LOVEBUG CONTROL SPRAY FOR THE HOME
To keep them out of living areas, you will need to inject a material deep into the voids and spaces where they are entering. A good product for the job is PT-MICROCARE. It comes with a thin narrow straw enabling you to get it behind molding and into wall voids where it will have a maximum impact. Treatments will both kill on contact as well as provide 1-2 weeks of control. Lovebugs don’t like the active ingredient of Microcare, which is Pyrethrin, and the Micro Encapsulated design of Microcare insures it will remain active for a couple of weeks. The one weakness of regular Pyrethrin is that it has no residual which means you must apply it over and over again. However, Microcare uses small time released capsules to protect the Pyrethrin. These capsules protect most of what you spray so that it all is not released when first applied. Instead, only when capsules break down and hatch can Pyrethrin become active. This enables treatments to remain in voids for much longer time periods which in turn provide for more complete protection. Though the infestation may only be active a month or two, Lovebugs which are left to have access to such voids will try to nest in them. This nesting will lead to egg laying and if moisture levels are right, problems will grow from year to year. Treat them when first detected to insure they won’t be able to establish themselves.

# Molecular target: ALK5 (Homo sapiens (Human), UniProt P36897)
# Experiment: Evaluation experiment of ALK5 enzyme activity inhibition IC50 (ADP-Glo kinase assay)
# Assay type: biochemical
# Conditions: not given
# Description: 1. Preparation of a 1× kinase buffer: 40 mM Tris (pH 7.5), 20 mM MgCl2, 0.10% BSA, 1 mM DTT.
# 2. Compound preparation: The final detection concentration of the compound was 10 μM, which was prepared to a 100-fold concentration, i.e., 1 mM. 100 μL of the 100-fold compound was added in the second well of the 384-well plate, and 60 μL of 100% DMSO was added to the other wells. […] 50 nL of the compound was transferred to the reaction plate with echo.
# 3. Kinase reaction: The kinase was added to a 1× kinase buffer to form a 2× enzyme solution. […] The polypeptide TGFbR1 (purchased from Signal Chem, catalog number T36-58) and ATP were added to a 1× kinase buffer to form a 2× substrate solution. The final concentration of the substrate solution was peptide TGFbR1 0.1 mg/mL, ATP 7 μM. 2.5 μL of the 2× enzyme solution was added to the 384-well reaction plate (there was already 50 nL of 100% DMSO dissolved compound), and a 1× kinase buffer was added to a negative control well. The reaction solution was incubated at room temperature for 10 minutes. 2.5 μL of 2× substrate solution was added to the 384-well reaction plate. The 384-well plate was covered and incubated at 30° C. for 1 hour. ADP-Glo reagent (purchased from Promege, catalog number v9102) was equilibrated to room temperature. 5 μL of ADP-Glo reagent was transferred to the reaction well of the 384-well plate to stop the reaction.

Lovebugs are a major problem for 1-2 months each spring and fall in many parts of the United States. Their swarms invade yards, homes and roadways. Lovebugs create dangerous driving conditions and their dead bodies, which accumulate on our autos, will pit and burn through most any wax finish. Treat your auto with some Bug Shield to allow for easy cleaning when swarming season is active. Keep a Hand Held Zapper around the home for fast control of Lovebugs which get into the home. Use Microcare inside if they are invading as well and be sure to spray buildings, landscape and plants with any of the liquid concentrates listed above if you want to keep them out of your yard altogether.